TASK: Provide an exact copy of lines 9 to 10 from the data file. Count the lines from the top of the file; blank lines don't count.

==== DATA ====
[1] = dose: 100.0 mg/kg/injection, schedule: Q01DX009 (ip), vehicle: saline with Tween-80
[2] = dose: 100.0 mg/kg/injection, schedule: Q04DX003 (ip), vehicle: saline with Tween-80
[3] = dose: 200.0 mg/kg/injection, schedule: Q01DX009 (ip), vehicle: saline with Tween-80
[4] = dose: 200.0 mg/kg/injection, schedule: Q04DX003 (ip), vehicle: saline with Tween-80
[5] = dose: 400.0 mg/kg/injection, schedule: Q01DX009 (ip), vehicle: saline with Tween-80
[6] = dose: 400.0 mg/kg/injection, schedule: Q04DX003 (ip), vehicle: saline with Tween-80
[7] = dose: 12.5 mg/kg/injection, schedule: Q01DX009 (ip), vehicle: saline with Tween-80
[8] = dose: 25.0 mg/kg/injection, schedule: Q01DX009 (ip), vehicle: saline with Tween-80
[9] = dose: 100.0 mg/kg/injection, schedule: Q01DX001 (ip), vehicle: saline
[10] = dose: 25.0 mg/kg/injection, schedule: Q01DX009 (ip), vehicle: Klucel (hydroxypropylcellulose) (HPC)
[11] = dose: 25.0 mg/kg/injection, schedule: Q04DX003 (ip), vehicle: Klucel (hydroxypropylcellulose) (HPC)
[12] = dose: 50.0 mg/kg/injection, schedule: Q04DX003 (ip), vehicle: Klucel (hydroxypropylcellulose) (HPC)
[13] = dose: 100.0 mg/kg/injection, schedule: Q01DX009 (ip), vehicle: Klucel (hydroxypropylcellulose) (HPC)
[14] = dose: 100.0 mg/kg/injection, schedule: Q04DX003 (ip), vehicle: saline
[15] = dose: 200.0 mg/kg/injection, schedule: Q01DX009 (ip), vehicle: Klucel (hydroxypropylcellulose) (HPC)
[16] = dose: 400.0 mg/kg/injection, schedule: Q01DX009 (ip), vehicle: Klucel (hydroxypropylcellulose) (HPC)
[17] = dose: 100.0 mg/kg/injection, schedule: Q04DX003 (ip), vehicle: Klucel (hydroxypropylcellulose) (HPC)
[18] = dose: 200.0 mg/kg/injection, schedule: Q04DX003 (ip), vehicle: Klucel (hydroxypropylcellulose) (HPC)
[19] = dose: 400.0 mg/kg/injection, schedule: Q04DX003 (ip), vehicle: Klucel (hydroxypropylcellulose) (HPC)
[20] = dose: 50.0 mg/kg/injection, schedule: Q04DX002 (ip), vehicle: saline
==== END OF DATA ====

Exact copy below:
[9] = dose: 100.0 mg/kg/injection, schedule: Q01DX001 (ip), vehicle: saline
[10] = dose: 25.0 mg/kg/injection, schedule: Q01DX009 (ip), vehicle: Klucel (hydroxypropylcellulose) (HPC)